View JAAune's profile


1886 posts in 3175 days

#6 posted 11-05-2018 12:55 AM

If you aren’t already fully equipped, I’d suggest getting started on some smaller projects besides furniture. 220 square feet isn’t enough to build furniture but with the right product, it’s possible to produce tens of thousands of dollars worth of goods in that space. Cash flow is important so wherever possible, try to land the paying jobs before investing in a bunch of equipment.

The only reason I was able to make custom furniture work was because I started out with a client base and had access to a fully-equipped shop. Getting my own shop and tools didn’t happen until two years passed and I’d proved to myself and potential investor/s that I could land profitable contracts.

Don’t be too quick to dismiss the cheap tools. One good strategy to grow a business is to take supplier contracts, acquire a few cheap tools then work massive overtime to compensate for the lack of equipment. The meager profits get used to improve the setup until the contracts become very profitable. At one point in my history, I was hand-sanding hundreds of small parts late into the evening until I was able to locate a used Grizzly edge sander. The edge sander was later replaced with a customized sanding station (using Horror Fright sanders). Someday I’ll replace those cheap sanders with better ones that have quick-release tensioning levers.

Improvements often come in the form of shop-built fixtures and machines rather than purchasing new machinery. It’s important to learn how to visualize production processes and figure out where all the time is actually going. It’s usually not the machines that create bottlenecks. Movement of people and materials is usually the culprit. I highly suggest doing some reading on lean manufacturing. If you’re the analytical type, the books Lean Thinking and The Strategos Guide to Value Stream and Process Mapping will help you gain the right mindset.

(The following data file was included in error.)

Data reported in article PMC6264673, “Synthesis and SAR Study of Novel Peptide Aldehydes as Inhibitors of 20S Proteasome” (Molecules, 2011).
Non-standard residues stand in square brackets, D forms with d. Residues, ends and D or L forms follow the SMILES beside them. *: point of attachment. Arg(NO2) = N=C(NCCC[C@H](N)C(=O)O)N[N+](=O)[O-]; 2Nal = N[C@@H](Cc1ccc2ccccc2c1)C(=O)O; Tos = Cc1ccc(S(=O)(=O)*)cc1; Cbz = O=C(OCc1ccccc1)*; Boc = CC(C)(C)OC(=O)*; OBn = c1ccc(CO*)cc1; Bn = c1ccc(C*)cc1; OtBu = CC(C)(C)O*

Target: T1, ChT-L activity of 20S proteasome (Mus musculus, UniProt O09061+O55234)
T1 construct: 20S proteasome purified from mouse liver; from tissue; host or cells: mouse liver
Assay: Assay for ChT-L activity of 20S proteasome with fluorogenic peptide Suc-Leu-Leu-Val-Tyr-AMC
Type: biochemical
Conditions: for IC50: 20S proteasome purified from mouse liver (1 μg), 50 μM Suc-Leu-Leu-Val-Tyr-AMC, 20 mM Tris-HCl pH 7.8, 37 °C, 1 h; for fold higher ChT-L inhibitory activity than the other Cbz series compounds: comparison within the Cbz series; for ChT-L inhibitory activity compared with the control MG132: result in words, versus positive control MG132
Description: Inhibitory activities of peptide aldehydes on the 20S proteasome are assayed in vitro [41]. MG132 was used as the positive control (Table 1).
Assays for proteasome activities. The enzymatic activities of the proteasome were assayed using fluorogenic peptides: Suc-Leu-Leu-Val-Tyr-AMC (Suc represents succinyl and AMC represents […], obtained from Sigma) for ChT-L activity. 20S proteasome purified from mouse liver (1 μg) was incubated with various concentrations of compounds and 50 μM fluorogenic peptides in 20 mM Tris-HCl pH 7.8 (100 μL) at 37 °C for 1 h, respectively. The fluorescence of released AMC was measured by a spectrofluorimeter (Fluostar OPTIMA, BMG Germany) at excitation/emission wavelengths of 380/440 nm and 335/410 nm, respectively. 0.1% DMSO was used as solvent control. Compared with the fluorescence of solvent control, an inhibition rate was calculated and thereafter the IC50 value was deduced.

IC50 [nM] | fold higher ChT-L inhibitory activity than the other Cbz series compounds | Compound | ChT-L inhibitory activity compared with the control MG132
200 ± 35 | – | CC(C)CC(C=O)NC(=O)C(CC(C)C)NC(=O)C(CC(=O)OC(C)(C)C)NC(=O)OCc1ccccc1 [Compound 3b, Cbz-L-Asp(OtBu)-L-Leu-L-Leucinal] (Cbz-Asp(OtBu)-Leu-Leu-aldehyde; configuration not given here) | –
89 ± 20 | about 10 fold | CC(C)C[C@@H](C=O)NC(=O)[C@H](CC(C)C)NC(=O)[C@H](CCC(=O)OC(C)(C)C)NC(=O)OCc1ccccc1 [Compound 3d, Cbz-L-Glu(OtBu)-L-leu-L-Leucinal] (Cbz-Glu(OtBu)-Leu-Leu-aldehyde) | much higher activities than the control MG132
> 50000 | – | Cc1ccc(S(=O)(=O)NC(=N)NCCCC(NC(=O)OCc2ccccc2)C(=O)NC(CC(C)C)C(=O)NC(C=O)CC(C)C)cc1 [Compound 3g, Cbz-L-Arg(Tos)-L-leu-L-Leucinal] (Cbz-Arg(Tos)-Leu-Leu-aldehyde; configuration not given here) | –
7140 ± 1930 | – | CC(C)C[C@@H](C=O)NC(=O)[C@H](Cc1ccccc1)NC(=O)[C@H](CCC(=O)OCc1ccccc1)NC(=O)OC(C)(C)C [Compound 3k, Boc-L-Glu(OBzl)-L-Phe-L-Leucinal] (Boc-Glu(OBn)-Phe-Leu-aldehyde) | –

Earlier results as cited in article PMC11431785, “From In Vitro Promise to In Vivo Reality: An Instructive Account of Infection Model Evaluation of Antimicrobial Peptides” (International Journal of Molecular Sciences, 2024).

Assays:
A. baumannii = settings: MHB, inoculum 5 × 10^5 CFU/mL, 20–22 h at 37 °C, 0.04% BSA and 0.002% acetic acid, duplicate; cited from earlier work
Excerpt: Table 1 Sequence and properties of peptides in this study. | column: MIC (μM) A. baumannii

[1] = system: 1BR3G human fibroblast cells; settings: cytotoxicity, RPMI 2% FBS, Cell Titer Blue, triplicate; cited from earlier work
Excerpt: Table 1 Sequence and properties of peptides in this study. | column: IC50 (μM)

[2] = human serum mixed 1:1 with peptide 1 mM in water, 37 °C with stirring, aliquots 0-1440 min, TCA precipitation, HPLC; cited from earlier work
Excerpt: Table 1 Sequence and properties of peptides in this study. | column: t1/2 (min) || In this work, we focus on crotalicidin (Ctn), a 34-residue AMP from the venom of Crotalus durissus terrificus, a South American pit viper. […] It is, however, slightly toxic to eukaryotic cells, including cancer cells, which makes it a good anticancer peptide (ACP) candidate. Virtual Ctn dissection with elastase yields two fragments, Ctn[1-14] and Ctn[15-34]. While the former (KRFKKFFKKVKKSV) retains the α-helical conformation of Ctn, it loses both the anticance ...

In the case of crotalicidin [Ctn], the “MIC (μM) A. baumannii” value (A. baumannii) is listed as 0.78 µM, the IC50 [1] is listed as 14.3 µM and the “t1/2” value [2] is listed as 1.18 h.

An inability to grasp the concept of value stream and processes leads to the purchase of unnecessary equipment which fills up the floorspace and causes bottlenecks in material movement. I’ve seen too many woodshops filled with unnecessary clutter and machinery.

-- See my work at

View WoodenDreams's profile


1130 posts in 769 days

#7 posted 11-05-2018 01:25 AM

The size of the workshop will determine what you have room for. Grizzly has a “Shop Planner” that you could use to help you determine costs of equipment and lay out. As lumbering_on stated, visualize your shop and make a list of all the equipment (most woodworkers don’t consider a Edge Sander-I bought mine the same time I upgraded my table saw),power tools, & hand tools. (chisels, clamps, vises, saws, brushes, sprayers, air compressor, etc.). Air Filtration & Dust collection. Have you considered a separate gluing station, or a finishing area or booth. Are you making your own work stations and workbenches. Possibly $8 to $10,000 easily. This is just a start. Type of building, wiring & outlets for 110v/240v, single phase or 3-phase options. Additional costs of insurance, heating & cooling, phone, vehicle expenses, Don’t forget marketing (craft shows, yellow pages, types of advertising, vehicle decals, work shirts and jackets with your logo-, etc.). Business cards, EIN number, Separate Checking Account, Laptop & printer. This is only a start if this is a business. How serious are you.

View Hard_as_Wood's profile


37 posts in 1799 days

#8 posted 11-05-2018 02:39 AM

Well, I just got off the phone with my dad and he doesn’t want to spend more than 10k all in.

sooooooo… I’m thinking I better start learning some hand skills. I’ve done a little by hand before, but whew I’m not in the best shape. If I could get a good TS and a planer… that would help. I could shop cheaper cabinet TS than a SS. WE both agreed we need to start. You can’t make a thing without starting.

I also thought of building more rustic type of furniture where I wouldn’t need such high end equipment. At the same time I don’t want to buy junk.